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Currently at Havelock: 0.4. High today: 11.4. Just another day of high temperature records being broken by more than a full degree (including by 2.7 at Peterborough, where records go back to 1867).

I'm not sure it's ever struck me before that the fact that Pancake Day occurs around the start of maple syrup season is yet more evidence that God is having a larf. But if it was ever gonna strike me some year, this would be the year, because this is the year I got into the maple syrup business ... or at least got myself busy about maple syrup. Today I test-fired my homemade sap stove:

 photo 1ff5ab8f-f4c5-4820-9afb-b6b8605fee94_zpst3otrgtn.jpg

... which was inspired by this, and was assembled from a large piece of duct that I got at one Habitat for Humanity ReStore and a fire grate that I got at another. I paid $15 for each of them ... which I felt was maybe a bit much for the duct and a fantastic bargain for the fire grate. I also bought a piece of stovepipe for $5 but ended up using a couple of pieces that were lying around the basement here ... including one with a funnelly bit that jams perfectly in between the fire grate and the hole I cut for the stovepipe, which happened to be sitting on the floor immediately to the right of where I was cutting the duct. That all went extremely pleasingly until the fire got good and hot and the finish started disappearing off the cooking surface of stove, which is when I learned that ducts are made of galvanized steel ... and then I learned about metal fume fever, and that was extremely displeasing. But in the end I've (slightly uneasily) decided that having burned off more or less as much of the zinc coating as is going to burn off, it's probably fine, especially since the problem has to do with inhalation and not ingestion of zinc oxide fumes, so contaminating the syrup shouldn't be an issue. (Also it turns out that filing cabinets are also (usually? often? sometimes?) made of galvanized steel, so if the guy who inspired my design wasn't worried about poisoning himself then who am I to doubt Some Guy On The Internet. Also you can buy galvanized steel fire rings for your fire pit, so.) Anyway hopefully I will get to trying it out with sap tomorrow, using a stainless steel roasting pan I got for $8 at Value Village. So far I've tapped one tree and got a full two-gallon bucket of sap (after getting a little bit last week, which I boiled on the kitchen stove and made a surprisingly sweet and delicious cup of tea with, and then a tiny bit of very thin syrup which we had with our pancakes yesterday), which theoretically should make about half a pint of syrup. If that goes all right I'll tap at least one more tree next week. [ETA Mar. 2: it did not go all right. Very small quantity of syrup that tastes like ashes. Ugh.]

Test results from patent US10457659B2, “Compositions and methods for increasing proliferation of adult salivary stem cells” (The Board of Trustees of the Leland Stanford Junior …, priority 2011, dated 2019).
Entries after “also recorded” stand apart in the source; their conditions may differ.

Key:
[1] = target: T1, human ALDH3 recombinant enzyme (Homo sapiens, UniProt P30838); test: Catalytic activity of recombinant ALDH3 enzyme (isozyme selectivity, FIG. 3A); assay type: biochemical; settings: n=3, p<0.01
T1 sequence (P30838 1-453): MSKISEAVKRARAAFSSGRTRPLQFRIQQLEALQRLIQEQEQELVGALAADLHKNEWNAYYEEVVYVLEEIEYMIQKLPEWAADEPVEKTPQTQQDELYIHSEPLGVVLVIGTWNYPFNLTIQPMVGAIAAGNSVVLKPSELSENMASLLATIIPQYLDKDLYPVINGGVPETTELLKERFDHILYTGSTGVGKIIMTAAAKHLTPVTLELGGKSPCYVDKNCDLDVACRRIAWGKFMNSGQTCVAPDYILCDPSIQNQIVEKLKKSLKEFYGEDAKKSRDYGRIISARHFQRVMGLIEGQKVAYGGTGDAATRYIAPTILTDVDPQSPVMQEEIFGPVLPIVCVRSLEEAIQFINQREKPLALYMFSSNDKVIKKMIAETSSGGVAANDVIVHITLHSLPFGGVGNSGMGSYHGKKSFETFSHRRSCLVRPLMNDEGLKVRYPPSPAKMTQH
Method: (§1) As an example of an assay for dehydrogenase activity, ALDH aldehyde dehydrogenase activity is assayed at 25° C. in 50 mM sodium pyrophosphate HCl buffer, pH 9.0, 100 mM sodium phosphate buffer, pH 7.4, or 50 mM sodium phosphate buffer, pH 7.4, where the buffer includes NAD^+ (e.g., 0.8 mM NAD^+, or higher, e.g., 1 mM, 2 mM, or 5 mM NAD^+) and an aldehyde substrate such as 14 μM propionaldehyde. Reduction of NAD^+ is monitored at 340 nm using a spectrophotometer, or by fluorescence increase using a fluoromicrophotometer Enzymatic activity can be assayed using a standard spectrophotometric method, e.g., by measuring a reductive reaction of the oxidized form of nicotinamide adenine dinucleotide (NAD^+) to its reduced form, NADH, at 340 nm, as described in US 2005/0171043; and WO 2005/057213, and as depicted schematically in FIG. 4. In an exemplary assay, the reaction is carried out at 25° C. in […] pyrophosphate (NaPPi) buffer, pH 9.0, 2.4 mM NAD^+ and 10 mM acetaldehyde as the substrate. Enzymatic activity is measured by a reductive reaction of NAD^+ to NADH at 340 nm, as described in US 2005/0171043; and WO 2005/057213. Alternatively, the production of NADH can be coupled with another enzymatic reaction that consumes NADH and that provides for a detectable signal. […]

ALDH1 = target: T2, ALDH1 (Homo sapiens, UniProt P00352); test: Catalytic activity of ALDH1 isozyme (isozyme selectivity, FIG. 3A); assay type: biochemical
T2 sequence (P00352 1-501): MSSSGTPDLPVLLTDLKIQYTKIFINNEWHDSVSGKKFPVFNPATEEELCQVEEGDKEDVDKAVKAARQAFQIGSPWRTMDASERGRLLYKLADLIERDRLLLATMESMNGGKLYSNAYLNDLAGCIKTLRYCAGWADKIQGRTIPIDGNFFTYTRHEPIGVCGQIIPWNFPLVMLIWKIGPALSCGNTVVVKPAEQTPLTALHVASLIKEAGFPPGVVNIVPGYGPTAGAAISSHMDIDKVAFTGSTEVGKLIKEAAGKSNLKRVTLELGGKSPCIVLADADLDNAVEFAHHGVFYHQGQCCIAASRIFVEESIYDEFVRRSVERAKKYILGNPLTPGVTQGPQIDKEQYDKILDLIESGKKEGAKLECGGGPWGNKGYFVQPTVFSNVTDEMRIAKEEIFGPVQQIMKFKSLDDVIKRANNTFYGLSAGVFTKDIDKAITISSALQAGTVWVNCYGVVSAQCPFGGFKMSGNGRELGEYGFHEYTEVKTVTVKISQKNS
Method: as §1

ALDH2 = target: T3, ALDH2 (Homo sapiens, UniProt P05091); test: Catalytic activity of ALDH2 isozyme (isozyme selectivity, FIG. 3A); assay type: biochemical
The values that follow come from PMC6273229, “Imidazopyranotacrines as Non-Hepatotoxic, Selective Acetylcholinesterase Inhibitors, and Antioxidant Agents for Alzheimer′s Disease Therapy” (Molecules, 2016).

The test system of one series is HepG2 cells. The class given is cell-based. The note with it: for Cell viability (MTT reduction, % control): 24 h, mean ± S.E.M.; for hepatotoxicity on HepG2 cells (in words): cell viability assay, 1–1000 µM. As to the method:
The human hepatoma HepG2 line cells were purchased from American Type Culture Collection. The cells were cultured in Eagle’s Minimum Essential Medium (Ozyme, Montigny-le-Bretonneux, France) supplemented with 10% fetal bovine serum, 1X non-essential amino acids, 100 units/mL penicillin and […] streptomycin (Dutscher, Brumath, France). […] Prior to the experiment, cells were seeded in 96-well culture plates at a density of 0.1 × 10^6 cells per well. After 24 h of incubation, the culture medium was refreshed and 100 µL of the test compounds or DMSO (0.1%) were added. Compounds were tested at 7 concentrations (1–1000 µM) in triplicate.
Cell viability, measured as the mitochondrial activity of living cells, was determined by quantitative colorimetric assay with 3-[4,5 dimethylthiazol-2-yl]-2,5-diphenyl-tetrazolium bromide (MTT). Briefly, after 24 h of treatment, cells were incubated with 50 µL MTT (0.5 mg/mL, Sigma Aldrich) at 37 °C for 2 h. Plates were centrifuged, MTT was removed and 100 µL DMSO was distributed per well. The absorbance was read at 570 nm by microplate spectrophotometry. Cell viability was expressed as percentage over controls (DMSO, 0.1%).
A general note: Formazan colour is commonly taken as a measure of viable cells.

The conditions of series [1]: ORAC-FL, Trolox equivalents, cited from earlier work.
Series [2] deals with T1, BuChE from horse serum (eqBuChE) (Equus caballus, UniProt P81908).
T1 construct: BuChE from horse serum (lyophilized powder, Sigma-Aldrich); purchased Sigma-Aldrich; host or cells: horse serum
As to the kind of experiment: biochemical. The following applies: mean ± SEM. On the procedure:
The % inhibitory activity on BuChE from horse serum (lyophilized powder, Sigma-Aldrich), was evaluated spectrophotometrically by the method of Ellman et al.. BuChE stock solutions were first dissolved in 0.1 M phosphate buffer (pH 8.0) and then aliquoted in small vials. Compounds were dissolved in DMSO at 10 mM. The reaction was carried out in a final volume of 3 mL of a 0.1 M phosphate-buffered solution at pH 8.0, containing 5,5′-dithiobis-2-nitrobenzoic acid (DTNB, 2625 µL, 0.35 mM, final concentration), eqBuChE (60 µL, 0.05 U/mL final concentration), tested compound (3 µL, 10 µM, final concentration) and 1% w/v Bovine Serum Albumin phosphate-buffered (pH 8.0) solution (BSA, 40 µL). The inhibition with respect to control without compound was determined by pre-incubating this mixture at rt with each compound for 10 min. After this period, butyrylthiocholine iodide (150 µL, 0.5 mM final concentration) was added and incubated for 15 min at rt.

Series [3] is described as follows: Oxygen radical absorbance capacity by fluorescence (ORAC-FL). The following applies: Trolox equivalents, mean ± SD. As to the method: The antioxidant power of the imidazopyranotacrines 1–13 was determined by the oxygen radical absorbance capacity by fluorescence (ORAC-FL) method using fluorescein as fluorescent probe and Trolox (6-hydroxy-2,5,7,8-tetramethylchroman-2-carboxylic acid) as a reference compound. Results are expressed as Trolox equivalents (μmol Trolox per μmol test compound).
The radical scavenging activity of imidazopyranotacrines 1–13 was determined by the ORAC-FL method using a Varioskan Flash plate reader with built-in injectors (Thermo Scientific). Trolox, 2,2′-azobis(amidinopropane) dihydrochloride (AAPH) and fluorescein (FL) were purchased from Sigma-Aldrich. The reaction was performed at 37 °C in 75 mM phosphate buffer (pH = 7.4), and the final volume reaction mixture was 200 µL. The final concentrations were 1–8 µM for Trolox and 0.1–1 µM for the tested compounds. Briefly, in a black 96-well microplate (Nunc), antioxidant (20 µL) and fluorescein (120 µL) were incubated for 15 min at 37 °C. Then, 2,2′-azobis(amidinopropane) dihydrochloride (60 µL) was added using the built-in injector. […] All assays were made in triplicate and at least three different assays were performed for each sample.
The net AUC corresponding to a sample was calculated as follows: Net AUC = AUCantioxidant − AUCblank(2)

Long story short, I managed to produce some ashes today. Though presumably in not nearly as great a quantity as I did on Ash Wednesday two years ago.